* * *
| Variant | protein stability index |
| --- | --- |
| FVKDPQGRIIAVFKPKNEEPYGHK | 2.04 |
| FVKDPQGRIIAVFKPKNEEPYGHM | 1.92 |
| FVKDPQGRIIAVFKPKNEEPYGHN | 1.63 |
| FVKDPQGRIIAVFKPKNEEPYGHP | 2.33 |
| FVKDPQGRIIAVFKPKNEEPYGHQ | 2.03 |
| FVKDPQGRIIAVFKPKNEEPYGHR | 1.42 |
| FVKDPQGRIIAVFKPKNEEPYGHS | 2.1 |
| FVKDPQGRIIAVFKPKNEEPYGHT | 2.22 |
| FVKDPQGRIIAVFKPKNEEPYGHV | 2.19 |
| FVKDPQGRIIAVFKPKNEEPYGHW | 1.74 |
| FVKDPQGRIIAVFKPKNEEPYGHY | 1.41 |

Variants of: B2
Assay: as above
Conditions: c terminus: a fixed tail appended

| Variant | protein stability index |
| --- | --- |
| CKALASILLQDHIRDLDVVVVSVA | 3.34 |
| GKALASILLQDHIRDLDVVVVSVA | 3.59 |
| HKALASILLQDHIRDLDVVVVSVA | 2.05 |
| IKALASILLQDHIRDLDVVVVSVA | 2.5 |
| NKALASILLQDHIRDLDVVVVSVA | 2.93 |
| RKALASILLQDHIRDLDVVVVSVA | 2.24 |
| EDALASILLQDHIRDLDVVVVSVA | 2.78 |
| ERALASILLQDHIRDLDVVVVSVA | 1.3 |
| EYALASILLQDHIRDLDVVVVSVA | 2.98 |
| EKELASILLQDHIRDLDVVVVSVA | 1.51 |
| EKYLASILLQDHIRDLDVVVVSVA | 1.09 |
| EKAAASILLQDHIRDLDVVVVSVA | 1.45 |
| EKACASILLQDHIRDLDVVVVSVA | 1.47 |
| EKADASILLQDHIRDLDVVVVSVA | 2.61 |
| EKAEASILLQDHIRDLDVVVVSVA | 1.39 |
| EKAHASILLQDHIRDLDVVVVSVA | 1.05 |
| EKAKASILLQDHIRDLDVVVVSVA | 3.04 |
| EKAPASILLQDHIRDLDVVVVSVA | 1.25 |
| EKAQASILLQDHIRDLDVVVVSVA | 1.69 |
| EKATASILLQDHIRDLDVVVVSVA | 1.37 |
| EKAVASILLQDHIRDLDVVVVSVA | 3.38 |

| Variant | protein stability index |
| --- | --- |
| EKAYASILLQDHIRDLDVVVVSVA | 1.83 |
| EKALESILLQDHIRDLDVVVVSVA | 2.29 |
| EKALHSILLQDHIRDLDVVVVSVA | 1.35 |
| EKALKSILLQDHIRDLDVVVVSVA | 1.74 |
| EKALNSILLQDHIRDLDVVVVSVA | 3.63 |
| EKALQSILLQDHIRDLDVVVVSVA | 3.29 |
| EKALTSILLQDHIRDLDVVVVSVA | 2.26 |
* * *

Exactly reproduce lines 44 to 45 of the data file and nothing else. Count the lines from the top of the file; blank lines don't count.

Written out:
| EKALHSILLQDHIRDLDVVVVSVA | 1.35 |
| EKALKSILLQDHIRDLDVVVVSVA | 1.74 |